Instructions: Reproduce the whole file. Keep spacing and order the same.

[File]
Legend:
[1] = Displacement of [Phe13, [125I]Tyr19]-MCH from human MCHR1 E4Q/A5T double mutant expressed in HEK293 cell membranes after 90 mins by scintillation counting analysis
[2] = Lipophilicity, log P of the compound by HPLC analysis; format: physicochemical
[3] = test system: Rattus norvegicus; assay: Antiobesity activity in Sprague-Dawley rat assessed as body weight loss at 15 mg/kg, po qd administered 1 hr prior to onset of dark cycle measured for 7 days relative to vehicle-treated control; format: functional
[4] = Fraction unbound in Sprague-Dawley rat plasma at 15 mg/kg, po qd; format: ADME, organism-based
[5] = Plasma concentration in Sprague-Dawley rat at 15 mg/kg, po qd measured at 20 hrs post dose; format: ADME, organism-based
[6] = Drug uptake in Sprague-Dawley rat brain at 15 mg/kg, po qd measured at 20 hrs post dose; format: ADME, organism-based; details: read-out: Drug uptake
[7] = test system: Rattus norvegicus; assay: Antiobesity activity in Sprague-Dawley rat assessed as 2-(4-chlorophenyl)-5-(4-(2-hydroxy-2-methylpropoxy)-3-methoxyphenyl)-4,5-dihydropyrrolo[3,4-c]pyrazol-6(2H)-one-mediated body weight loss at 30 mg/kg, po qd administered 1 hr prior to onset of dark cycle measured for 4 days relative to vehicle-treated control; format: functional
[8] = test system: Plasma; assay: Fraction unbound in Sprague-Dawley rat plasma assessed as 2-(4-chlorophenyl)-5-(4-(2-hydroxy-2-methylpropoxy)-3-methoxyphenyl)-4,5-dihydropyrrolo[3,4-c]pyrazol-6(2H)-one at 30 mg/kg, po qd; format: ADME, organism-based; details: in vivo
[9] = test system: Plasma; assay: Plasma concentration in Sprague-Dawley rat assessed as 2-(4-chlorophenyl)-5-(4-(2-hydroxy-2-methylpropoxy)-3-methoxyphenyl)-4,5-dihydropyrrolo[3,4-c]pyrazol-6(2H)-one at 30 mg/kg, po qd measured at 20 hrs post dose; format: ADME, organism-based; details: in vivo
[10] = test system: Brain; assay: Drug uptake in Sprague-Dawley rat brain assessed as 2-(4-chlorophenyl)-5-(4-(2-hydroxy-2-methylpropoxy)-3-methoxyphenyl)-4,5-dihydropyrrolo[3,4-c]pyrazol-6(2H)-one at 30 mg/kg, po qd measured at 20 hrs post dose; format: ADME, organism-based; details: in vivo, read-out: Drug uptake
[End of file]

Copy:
Legend:
[1] = Displacement of [Phe13, [125I]Tyr19]-MCH from human MCHR1 E4Q/A5T double mutant expressed in HEK293 cell membranes after 90 mins by scintillation counting analysis
[2] = Lipophilicity, log P of the compound by HPLC analysis; format: physicochemical
[3] = test system: Rattus norvegicus; assay: Antiobesity activity in Sprague-Dawley rat assessed as body weight loss at 15 mg/kg, po qd administered 1 hr prior to onset of dark cycle measured for 7 days relative to vehicle-treated control; format: functional
[4] = Fraction unbound in Sprague-Dawley rat plasma at 15 mg/kg, po qd; format: ADME, organism-based
[5] = Plasma concentration in Sprague-Dawley rat at 15 mg/kg, po qd measured at 20 hrs post dose; format: ADME, organism-based
[6] = Drug uptake in Sprague-Dawley rat brain at 15 mg/kg, po qd measured at 20 hrs post dose; format: ADME, organism-based; details: read-out: Drug uptake
[7] = test system: Rattus norvegicus; assay: Antiobesity activity in Sprague-Dawley rat assessed as 2-(4-chlorophenyl)-5-(4-(2-hydroxy-2-methylpropoxy)-3-methoxyphenyl)-4,5-dihydropyrrolo[3,4-c]pyrazol-6(2H)-one-mediated body weight loss at 30 mg/kg, po qd administered 1 hr prior to onset of dark cycle measured for 4 days relative to vehicle-treated control; format: functional
[8] = test system: Plasma; assay: Fraction unbound in Sprague-Dawley rat plasma assessed as 2-(4-chlorophenyl)-5-(4-(2-hydroxy-2-methylpropoxy)-3-methoxyphenyl)-4,5-dihydropyrrolo[3,4-c]pyrazol-6(2H)-one at 30 mg/kg, po qd; format: ADME, organism-based; details: in vivo
[9] = test system: Plasma; assay: Plasma concentration in Sprague-Dawley rat assessed as 2-(4-chlorophenyl)-5-(4-(2-hydroxy-2-methylpropoxy)-3-methoxyphenyl)-4,5-dihydropyrrolo[3,4-c]pyrazol-6(2H)-one at 30 mg/kg, po qd measured at 20 hrs post dose; format: ADME, organism-based; details: in vivo
[10] = test system: Brain; assay: Drug uptake in Sprague-Dawley rat brain assessed as 2-(4-chlorophenyl)-5-(4-(2-hydroxy-2-methylpropoxy)-3-methoxyphenyl)-4,5-dihydropyrrolo[3,4-c]pyrazol-6(2H)-one at 30 mg/kg, po qd measured at 20 hrs post dose; format: ADME, organism-based; details: in vivo, read-out: Drug uptake